Unconscious Research of Global Consciousness

Some say that the collective emotions of humans can influence electronic hardware.

by Brian Dunning

Filed under Paranormal

Skeptoid #49
June 10, 2007
Podcast transcript | Listen | Subscribe
 

In this episode we're going to take a look at a project that has captured imaginations for nearly a decade, the Global Consciousness Project, which posits that events that emotionally affect large numbers of people cause measurable changes in the output of random number generators.

The principal public face of the Global Consciousness Project is Dr. Dean Radin, an electrical engineer and Ph.D. in psychology. Supporters like to say that the project is part of Princeton University, but this is not so. The project director, Roger Nelson, is in the Mechanical and Aerospace Engineering department there, but that's about the whole depth of the connection. Some of Nelson's resources, like the web site, are hosted by Princeton. The project is funded by private donations through the Institute of Noetic Sciences in Petaluma, California.

It is worthy to note that I cannot, in good conscience, criticize Dean Radin. He is said to be an awesome fiddle and banjo player, and the world needs more fiddle and banjo music. So, Dr. Radin, when you hear this podcast, know that I am at heart a supporter; and when you put down your random number generator, and pick up your banjo, I'll be in the front row. If you want to do some good in the world, stick with what works. Now let's talk about this Global Consciousness project of yours.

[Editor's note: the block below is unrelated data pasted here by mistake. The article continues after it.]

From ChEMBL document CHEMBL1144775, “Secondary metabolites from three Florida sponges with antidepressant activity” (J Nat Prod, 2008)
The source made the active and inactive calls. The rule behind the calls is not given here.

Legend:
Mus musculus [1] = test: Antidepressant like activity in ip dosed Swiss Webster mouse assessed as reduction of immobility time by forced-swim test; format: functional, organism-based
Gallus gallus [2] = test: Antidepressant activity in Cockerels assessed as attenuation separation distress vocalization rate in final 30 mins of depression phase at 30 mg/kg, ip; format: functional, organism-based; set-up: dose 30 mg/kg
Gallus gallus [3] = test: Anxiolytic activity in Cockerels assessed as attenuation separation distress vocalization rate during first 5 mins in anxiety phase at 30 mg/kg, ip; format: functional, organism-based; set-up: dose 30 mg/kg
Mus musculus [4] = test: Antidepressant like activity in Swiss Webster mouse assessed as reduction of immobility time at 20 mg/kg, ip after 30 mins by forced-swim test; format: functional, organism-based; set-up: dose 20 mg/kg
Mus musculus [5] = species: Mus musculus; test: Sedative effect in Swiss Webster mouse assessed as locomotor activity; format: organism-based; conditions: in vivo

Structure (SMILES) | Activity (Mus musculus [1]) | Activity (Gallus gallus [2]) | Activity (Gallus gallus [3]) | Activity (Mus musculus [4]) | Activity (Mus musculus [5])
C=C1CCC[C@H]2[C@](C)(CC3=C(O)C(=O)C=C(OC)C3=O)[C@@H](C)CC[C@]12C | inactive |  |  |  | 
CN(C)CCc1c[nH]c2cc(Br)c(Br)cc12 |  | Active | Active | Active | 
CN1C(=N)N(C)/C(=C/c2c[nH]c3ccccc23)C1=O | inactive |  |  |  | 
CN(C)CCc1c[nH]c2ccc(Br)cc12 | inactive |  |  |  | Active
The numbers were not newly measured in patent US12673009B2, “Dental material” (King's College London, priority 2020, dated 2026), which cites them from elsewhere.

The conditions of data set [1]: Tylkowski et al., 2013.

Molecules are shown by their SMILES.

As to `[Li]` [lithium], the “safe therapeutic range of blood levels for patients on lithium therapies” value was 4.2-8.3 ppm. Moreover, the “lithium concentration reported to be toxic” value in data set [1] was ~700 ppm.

65 people at various locations around the world have a small hardware random number generator, which they call an egg, connected to a computer. All day, every day, each one spits out random numbers, which are regularly transmitted through the Internet to Nelson's server in Princeton, New Jersey. When the researchers choose an event, they pull the data from that time and put it through a series of filters and analyses and find patterns they say are improbably less random. I'm not going to go into all the details of how they do this, it's really boring and confusing if you're not a statistician, but they do openly publish all their methodology on Nelson's web site at noosphere.princeton.edu. Their theory is that somehow, the collective consciousness of all the emotional or psychological energy of people focused on the chosen event, somehow affects the random number generators. They do not presume to have any hypothesis for how or why this might be possible, or what the mechanism might be, or really any satisfactory answers to any questions that mainstream scientists have asked them. They simply put forth their findings for what they're worth, and they urge you and and I and everyone else to look at their results and hopefully conclude, as they have, that there's something to all of this, and that it's worthy of further research.